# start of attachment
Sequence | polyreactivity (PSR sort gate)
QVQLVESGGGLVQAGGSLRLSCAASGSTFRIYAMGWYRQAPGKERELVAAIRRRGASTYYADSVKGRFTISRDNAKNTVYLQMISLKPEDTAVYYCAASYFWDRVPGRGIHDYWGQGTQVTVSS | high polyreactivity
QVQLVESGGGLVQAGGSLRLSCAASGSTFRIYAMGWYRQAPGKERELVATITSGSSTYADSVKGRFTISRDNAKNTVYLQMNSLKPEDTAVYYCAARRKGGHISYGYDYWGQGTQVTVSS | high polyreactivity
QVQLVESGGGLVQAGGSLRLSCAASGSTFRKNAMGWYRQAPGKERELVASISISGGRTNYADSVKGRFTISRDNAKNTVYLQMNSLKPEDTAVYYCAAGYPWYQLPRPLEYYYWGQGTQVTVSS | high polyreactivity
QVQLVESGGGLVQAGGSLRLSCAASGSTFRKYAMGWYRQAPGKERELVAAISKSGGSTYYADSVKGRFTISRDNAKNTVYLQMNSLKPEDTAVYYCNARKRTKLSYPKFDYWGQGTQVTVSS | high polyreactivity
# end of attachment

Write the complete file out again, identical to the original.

Sequence | polyreactivity (PSR sort gate)
QVQLVESGGGLVQAGGSLRLSCAASGSTFRIYAMGWYRQAPGKERELVAAIRRRGASTYYADSVKGRFTISRDNAKNTVYLQMISLKPEDTAVYYCAASYFWDRVPGRGIHDYWGQGTQVTVSS | high polyreactivity
QVQLVESGGGLVQAGGSLRLSCAASGSTFRIYAMGWYRQAPGKERELVATITSGSSTYADSVKGRFTISRDNAKNTVYLQMNSLKPEDTAVYYCAARRKGGHISYGYDYWGQGTQVTVSS | high polyreactivity
QVQLVESGGGLVQAGGSLRLSCAASGSTFRKNAMGWYRQAPGKERELVASISISGGRTNYADSVKGRFTISRDNAKNTVYLQMNSLKPEDTAVYYCAAGYPWYQLPRPLEYYYWGQGTQVTVSS | high polyreactivity
QVQLVESGGGLVQAGGSLRLSCAASGSTFRKYAMGWYRQAPGKERELVAAISKSGGSTYYADSVKGRFTISRDNAKNTVYLQMNSLKPEDTAVYYCNARKRTKLSYPKFDYWGQGTQVTVSS | high polyreactivity